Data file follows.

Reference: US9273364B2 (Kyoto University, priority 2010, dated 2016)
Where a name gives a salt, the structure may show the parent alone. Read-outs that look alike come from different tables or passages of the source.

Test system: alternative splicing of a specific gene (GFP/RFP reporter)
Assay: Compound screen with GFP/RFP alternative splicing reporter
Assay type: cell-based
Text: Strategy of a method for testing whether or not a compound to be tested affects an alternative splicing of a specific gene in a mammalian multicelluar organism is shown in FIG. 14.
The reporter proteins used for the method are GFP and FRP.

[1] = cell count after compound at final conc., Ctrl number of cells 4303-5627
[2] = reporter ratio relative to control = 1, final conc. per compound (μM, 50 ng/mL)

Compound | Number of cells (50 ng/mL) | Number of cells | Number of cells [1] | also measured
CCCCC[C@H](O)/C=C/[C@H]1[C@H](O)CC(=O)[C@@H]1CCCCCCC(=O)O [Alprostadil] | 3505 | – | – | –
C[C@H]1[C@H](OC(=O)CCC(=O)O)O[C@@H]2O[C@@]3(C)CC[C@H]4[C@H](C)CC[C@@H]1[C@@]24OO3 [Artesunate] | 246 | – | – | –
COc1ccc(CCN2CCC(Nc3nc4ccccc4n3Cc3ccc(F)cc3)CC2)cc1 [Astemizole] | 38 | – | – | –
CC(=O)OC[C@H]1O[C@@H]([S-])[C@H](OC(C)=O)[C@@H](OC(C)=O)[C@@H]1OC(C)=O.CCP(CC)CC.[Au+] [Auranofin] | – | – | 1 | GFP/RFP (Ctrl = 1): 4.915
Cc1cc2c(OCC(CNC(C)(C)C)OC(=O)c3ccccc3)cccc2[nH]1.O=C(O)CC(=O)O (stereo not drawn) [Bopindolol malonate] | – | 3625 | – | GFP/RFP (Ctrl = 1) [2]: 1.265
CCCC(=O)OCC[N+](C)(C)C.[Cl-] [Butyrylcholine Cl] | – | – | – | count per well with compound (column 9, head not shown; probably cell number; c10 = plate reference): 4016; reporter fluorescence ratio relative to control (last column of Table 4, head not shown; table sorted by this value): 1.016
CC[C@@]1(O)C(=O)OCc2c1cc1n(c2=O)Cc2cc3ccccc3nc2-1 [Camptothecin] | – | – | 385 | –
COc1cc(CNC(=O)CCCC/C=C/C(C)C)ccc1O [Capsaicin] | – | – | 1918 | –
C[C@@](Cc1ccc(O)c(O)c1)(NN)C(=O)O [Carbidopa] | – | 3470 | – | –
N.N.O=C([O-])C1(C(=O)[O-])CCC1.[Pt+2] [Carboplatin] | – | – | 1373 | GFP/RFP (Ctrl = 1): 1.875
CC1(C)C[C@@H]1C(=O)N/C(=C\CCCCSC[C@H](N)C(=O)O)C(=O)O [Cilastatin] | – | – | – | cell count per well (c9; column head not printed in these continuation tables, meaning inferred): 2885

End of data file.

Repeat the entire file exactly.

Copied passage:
Reference: US9273364B2 (Kyoto University, priority 2010, dated 2016)
Where a name gives a salt, the structure may show the parent alone. Read-outs that look alike come from different tables or passages of the source.

Test system: alternative splicing of a specific gene (GFP/RFP reporter)
Assay: Compound screen with GFP/RFP alternative splicing reporter
Assay type: cell-based
Text: Strategy of a method for testing whether or not a compound to be tested affects an alternative splicing of a specific gene in a mammalian multicelluar organism is shown in FIG. 14.
The reporter proteins used for the method are GFP and FRP.

[1] = cell count after compound at final conc., Ctrl number of cells 4303-5627
[2] = reporter ratio relative to control = 1, final conc. per compound (μM, 50 ng/mL)

Compound | Number of cells (50 ng/mL) | Number of cells | Number of cells [1] | also measured
CCCCC[C@H](O)/C=C/[C@H]1[C@H](O)CC(=O)[C@@H]1CCCCCCC(=O)O [Alprostadil] | 3505 | – | – | –
C[C@H]1[C@H](OC(=O)CCC(=O)O)O[C@@H]2O[C@@]3(C)CC[C@H]4[C@H](C)CC[C@@H]1[C@@]24OO3 [Artesunate] | 246 | – | – | –
COc1ccc(CCN2CCC(Nc3nc4ccccc4n3Cc3ccc(F)cc3)CC2)cc1 [Astemizole] | 38 | – | – | –
CC(=O)OC[C@H]1O[C@@H]([S-])[C@H](OC(C)=O)[C@@H](OC(C)=O)[C@@H]1OC(C)=O.CCP(CC)CC.[Au+] [Auranofin] | – | – | 1 | GFP/RFP (Ctrl = 1): 4.915
Cc1cc2c(OCC(CNC(C)(C)C)OC(=O)c3ccccc3)cccc2[nH]1.O=C(O)CC(=O)O (stereo not drawn) [Bopindolol malonate] | – | 3625 | – | GFP/RFP (Ctrl = 1) [2]: 1.265
CCCC(=O)OCC[N+](C)(C)C.[Cl-] [Butyrylcholine Cl] | – | – | – | count per well with compound (column 9, head not shown; probably cell number; c10 = plate reference): 4016; reporter fluorescence ratio relative to control (last column of Table 4, head not shown; table sorted by this value): 1.016
CC[C@@]1(O)C(=O)OCc2c1cc1n(c2=O)Cc2cc3ccccc3nc2-1 [Camptothecin] | – | – | 385 | –
COc1cc(CNC(=O)CCCC/C=C/C(C)C)ccc1O [Capsaicin] | – | – | 1918 | –
C[C@@](Cc1ccc(O)c(O)c1)(NN)C(=O)O [Carbidopa] | – | 3470 | – | –
N.N.O=C([O-])C1(C(=O)[O-])CCC1.[Pt+2] [Carboplatin] | – | – | 1373 | GFP/RFP (Ctrl = 1): 1.875
CC1(C)C[C@@H]1C(=O)N/C(=C\CCCCSC[C@H](N)C(=O)O)C(=O)O [Cilastatin] | – | – | – | cell count per well (c9; column head not printed in these continuation tables, meaning inferred): 2885